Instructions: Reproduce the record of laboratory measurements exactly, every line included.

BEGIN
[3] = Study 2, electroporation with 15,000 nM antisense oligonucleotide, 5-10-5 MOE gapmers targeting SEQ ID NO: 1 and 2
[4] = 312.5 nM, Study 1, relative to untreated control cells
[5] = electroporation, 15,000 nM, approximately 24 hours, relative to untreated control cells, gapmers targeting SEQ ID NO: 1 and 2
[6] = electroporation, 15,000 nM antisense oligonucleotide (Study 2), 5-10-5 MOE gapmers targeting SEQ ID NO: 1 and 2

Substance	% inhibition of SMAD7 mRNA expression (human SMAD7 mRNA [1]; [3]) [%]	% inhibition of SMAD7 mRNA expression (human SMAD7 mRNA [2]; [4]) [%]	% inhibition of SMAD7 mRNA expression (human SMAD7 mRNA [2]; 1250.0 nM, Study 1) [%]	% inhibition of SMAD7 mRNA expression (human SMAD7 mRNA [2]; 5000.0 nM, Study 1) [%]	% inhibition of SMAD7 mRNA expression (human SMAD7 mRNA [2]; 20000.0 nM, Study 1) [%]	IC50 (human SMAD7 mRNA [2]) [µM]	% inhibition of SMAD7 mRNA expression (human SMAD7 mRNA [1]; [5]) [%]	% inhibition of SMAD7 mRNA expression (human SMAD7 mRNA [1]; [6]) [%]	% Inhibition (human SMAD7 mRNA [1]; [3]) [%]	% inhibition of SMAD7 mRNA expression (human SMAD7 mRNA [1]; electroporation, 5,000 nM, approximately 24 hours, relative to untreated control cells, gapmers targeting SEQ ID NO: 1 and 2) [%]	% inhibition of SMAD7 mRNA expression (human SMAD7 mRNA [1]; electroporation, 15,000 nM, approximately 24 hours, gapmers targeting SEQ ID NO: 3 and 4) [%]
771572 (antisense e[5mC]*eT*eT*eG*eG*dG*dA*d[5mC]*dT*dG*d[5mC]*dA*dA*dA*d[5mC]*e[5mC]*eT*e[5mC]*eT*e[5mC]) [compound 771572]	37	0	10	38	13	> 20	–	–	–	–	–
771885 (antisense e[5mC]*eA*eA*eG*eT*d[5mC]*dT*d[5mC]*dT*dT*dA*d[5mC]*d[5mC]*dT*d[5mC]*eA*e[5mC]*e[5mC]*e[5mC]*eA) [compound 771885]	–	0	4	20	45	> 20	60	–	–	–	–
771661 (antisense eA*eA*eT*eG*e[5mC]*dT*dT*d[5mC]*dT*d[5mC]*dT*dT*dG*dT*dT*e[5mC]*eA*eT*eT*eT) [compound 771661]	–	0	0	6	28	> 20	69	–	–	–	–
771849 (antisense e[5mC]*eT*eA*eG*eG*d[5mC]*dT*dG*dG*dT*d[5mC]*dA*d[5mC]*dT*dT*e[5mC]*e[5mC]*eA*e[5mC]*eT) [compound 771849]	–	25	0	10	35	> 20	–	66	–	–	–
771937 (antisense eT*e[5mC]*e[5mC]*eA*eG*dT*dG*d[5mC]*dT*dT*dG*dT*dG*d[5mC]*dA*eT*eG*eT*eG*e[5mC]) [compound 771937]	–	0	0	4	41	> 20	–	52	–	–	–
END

[3] = Study 2, electroporation with 15,000 nM antisense oligonucleotide, 5-10-5 MOE gapmers targeting SEQ ID NO: 1 and 2
[4] = 312.5 nM, Study 1, relative to untreated control cells
[5] = electroporation, 15,000 nM, approximately 24 hours, relative to untreated control cells, gapmers targeting SEQ ID NO: 1 and 2
[6] = electroporation, 15,000 nM antisense oligonucleotide (Study 2), 5-10-5 MOE gapmers targeting SEQ ID NO: 1 and 2

Substance	% inhibition of SMAD7 mRNA expression (human SMAD7 mRNA [1]; [3]) [%]	% inhibition of SMAD7 mRNA expression (human SMAD7 mRNA [2]; [4]) [%]	% inhibition of SMAD7 mRNA expression (human SMAD7 mRNA [2]; 1250.0 nM, Study 1) [%]	% inhibition of SMAD7 mRNA expression (human SMAD7 mRNA [2]; 5000.0 nM, Study 1) [%]	% inhibition of SMAD7 mRNA expression (human SMAD7 mRNA [2]; 20000.0 nM, Study 1) [%]	IC50 (human SMAD7 mRNA [2]) [µM]	% inhibition of SMAD7 mRNA expression (human SMAD7 mRNA [1]; [5]) [%]	% inhibition of SMAD7 mRNA expression (human SMAD7 mRNA [1]; [6]) [%]	% Inhibition (human SMAD7 mRNA [1]; [3]) [%]	% inhibition of SMAD7 mRNA expression (human SMAD7 mRNA [1]; electroporation, 5,000 nM, approximately 24 hours, relative to untreated control cells, gapmers targeting SEQ ID NO: 1 and 2) [%]	% inhibition of SMAD7 mRNA expression (human SMAD7 mRNA [1]; electroporation, 15,000 nM, approximately 24 hours, gapmers targeting SEQ ID NO: 3 and 4) [%]
771572 (antisense e[5mC]*eT*eT*eG*eG*dG*dA*d[5mC]*dT*dG*d[5mC]*dA*dA*dA*d[5mC]*e[5mC]*eT*e[5mC]*eT*e[5mC]) [compound 771572]	37	0	10	38	13	> 20	–	–	–	–	–
771885 (antisense e[5mC]*eA*eA*eG*eT*d[5mC]*dT*d[5mC]*dT*dT*dA*d[5mC]*d[5mC]*dT*d[5mC]*eA*e[5mC]*e[5mC]*e[5mC]*eA) [compound 771885]	–	0	4	20	45	> 20	60	–	–	–	–
771661 (antisense eA*eA*eT*eG*e[5mC]*dT*dT*d[5mC]*dT*d[5mC]*dT*dT*dG*dT*dT*e[5mC]*eA*eT*eT*eT) [compound 771661]	–	0	0	6	28	> 20	69	–	–	–	–
771849 (antisense e[5mC]*eT*eA*eG*eG*d[5mC]*dT*dG*dG*dT*d[5mC]*dA*d[5mC]*dT*dT*e[5mC]*e[5mC]*eA*e[5mC]*eT) [compound 771849]	–	25	0	10	35	> 20	–	66	–	–	–
771937 (antisense eT*e[5mC]*e[5mC]*eA*eG*dT*dG*d[5mC]*dT*dT*dG*dT*dG*d[5mC]*dA*eT*eG*eT*eG*e[5mC]) [compound 771937]	–	0	0	4	41	> 20	–	52	–	–	–